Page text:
The interest of these complainants as the lineal descendants of Mrs. Lanier in the common stock of the Western Grain Company is controlled by the terms of the two trusts to which we have referred. They claim that they have rights of remaindermen, which they seek to protect by the bill of complaint.

The bill (M. R. No. 2, page 461) alleges that Mr. J. P. Mudd, the husband of Mrs. Marguerite Mudd, one of the four children, owned a large amount of both common and preferred stock in the Western Grain Company, and was a director, and became very insistent upon imposing his views in its management (M. R. No. 2, page 468). The executors and trustees had two hundred and seventy-one shares of common stock, and Mr. and Mrs. Mudd owned one hundred and eighty-four shares of common stock, all of which had general voting righs. There were outstanding five hundred such shares. So that treating the common stock as alone having general voting rights, the executors and trustees would have a majority of it.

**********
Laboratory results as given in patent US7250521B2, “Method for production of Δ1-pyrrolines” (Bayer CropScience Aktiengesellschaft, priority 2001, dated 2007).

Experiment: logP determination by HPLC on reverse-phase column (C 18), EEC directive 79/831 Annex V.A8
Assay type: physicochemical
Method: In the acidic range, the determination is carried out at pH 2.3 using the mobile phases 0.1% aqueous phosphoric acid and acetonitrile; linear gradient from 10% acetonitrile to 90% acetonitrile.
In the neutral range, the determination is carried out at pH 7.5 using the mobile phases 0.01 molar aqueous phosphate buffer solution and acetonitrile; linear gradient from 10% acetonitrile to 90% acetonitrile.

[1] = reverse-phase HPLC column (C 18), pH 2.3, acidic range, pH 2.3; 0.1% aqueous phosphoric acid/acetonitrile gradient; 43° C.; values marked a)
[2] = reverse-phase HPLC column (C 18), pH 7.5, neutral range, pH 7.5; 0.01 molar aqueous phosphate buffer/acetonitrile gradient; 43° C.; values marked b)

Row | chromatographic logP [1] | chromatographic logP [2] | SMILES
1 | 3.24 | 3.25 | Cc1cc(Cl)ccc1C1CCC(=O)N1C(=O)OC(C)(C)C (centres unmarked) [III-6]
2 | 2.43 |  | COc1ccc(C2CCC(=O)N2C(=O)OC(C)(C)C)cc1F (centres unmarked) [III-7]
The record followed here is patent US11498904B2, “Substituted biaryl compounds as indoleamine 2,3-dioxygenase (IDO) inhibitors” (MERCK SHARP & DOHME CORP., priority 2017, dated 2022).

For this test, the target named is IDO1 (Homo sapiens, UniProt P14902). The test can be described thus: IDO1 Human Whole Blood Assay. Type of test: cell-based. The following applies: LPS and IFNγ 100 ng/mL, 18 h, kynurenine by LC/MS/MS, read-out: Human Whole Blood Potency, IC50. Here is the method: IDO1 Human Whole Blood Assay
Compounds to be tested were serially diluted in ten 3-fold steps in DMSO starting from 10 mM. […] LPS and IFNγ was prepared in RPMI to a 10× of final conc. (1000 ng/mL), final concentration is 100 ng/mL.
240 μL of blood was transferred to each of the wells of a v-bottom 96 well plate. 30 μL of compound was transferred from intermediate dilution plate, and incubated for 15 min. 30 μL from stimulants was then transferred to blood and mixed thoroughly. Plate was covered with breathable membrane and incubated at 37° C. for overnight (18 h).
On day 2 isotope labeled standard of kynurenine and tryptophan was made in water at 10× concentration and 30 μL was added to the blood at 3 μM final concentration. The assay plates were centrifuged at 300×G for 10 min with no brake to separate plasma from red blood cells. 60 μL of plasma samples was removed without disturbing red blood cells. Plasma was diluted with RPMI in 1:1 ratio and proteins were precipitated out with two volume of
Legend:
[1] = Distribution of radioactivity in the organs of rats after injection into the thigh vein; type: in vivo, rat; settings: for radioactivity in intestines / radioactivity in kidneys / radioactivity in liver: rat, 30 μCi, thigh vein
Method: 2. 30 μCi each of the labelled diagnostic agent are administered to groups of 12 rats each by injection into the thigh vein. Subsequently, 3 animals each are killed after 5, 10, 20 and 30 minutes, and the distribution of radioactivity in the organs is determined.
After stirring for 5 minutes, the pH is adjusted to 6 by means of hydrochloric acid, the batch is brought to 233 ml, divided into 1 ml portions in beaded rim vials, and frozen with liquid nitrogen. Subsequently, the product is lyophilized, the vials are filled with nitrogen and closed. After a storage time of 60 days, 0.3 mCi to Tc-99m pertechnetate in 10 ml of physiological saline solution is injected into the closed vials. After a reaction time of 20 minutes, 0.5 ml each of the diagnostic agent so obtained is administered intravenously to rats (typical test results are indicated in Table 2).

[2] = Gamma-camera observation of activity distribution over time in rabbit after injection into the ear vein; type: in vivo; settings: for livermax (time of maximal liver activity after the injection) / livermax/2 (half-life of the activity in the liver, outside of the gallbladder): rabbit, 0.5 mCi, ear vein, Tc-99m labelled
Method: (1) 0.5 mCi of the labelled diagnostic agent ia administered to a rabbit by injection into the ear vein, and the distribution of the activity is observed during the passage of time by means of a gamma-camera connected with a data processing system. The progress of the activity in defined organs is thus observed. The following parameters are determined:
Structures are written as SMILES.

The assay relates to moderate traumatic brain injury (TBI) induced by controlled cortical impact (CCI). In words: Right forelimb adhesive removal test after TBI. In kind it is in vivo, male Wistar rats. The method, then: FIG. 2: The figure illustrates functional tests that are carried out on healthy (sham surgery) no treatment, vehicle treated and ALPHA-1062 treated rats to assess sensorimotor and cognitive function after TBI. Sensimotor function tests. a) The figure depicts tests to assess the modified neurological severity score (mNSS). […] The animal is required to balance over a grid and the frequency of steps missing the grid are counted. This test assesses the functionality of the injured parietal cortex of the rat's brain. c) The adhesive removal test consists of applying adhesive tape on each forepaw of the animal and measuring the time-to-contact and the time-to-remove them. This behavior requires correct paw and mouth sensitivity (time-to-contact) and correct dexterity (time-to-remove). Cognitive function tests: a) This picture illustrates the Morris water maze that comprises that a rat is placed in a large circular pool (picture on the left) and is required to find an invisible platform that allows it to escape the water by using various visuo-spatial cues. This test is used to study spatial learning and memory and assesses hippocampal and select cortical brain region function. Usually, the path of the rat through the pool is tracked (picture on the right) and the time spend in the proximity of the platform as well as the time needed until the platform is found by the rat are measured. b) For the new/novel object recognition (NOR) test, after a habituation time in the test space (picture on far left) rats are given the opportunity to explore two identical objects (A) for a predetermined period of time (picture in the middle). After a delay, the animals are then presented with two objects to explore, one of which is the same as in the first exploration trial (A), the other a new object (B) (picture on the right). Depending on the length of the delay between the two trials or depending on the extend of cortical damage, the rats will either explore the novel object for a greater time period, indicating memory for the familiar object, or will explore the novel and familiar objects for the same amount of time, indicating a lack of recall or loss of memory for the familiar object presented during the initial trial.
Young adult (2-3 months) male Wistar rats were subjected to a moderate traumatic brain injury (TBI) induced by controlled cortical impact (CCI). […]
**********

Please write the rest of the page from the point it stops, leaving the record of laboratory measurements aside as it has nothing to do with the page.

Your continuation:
But there were also outstanding one hundred and fifty shares of preferred, of which Mr. Mudd owned fifty-nine shares. That none of the preferred stock had for twenty years been treated as voting stock (paragraph vii-f). A special meeting of the directors of Western Grain Company was held on December 17, 1941 (M. R. No. 1, page 67). At said meeting Mr. Mudd made many charges against and demands upon the trustees and executors; also claimed that decedent was indebted in a large sum to the Western Grain Company. The directors were McCall, Edward Wilkinson, Jr., J. P. Mudd, Mrs. Mudd, Mrs. Lanier and Sterling Lanier. They elected Edward Wilkinson, Jr., president, McCall, vice-president. They ordered the payment of a bonus of $15,000 for the employees, in separate amounts to be fixed by the president. The salary of McCall was fixed at $10,000 for the ensuing year: a bonus of $7,500 for McCall and Edward Wilkinson, Jr., each; and $5,250 as the bonus to the estate of decedent. On all those matters the directors voting for them were Mr. and Mrs. Lanier, McCall and Edward Wilkinson, Jr.; and those voting against each such proposal were Mr. and Mrs. Mudd, except the election of McCall as vice president, and the fixation of his salary, as to which the vote was unanimous.